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Journal Article

Millennial Students and Technology Choices for Information Searching  pp73-76

Martin Rich

© Sep 2008 Volume 6 Issue 1, ECRM 2008, Editor: Ann Brown, pp1 - 94

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Abstract

This paper draws together ideas about different generations of students, notably the 'millennial generation' (born from around 1982 to 2000) which encompasses a high proportion of current students in higher education, and ideas about the different types of technology available when searching for information. In the context of higher education, this is particularly relevant when students are encouraged to find out information for themselves, typically to relate this to taught material. This is connected with information literacy, as it reflects students' abilities to carry out simple or complex research. This paper focuses on why students choose particular technologies to support their research and the effect of these choices on their learning and on their written work. A particular current issue is the emergence of the generation of Internet resources collectively known as 'web 2.0' notably Blogs and Wikis — and the relationship of these to the way that students presently in universities favour structuring their work. These resources also introduce issues of authoritativeness. It is tempting to dismiss wikipedia as the work of amateurs, but where a blog has been created by a notable expert, author, or journalist, questions arise as to whether the blog should be regarded as of different value from the same person's written work. Therefore some consideration will be given to how students can be encouraged to recognise and draw on intelligent exploitation of these new resources. Underlying data for the paper is drawn from discussions with current students, both individually and in groups.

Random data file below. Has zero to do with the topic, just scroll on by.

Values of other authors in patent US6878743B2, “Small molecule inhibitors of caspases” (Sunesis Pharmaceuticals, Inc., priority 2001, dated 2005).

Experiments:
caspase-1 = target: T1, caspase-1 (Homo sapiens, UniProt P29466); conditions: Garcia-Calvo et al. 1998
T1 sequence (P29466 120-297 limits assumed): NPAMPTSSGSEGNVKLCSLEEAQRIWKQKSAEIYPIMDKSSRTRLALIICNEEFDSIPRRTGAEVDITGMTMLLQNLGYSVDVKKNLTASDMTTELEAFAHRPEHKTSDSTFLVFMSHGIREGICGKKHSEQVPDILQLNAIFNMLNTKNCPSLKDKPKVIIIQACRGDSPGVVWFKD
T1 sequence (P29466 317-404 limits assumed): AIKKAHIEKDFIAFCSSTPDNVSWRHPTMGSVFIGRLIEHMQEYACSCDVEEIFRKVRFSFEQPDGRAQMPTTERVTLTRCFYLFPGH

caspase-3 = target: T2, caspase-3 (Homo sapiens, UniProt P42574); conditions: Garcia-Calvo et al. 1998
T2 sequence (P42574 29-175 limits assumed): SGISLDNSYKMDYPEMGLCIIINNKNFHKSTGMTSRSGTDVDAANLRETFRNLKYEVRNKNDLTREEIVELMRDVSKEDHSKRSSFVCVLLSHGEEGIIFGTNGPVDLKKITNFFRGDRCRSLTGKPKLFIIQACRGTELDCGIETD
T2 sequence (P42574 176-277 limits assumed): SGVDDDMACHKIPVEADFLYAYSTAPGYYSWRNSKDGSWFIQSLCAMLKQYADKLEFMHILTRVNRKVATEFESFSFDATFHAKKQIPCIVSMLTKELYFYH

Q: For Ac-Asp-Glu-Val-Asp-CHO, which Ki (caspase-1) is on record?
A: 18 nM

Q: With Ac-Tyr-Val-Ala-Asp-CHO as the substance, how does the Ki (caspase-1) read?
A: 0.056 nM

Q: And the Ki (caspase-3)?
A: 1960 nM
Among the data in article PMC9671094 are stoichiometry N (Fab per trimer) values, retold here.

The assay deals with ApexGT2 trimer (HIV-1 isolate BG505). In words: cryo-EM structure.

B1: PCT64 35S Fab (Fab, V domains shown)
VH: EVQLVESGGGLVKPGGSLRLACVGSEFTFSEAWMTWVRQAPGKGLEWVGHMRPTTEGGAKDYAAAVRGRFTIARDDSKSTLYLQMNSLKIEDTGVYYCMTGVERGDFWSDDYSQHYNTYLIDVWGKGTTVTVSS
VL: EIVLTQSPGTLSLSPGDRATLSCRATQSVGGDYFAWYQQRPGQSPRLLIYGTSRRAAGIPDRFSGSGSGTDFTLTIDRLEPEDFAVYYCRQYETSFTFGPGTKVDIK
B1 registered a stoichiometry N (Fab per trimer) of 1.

Keywords: Millennial students, Web 2.0, information literacy

 

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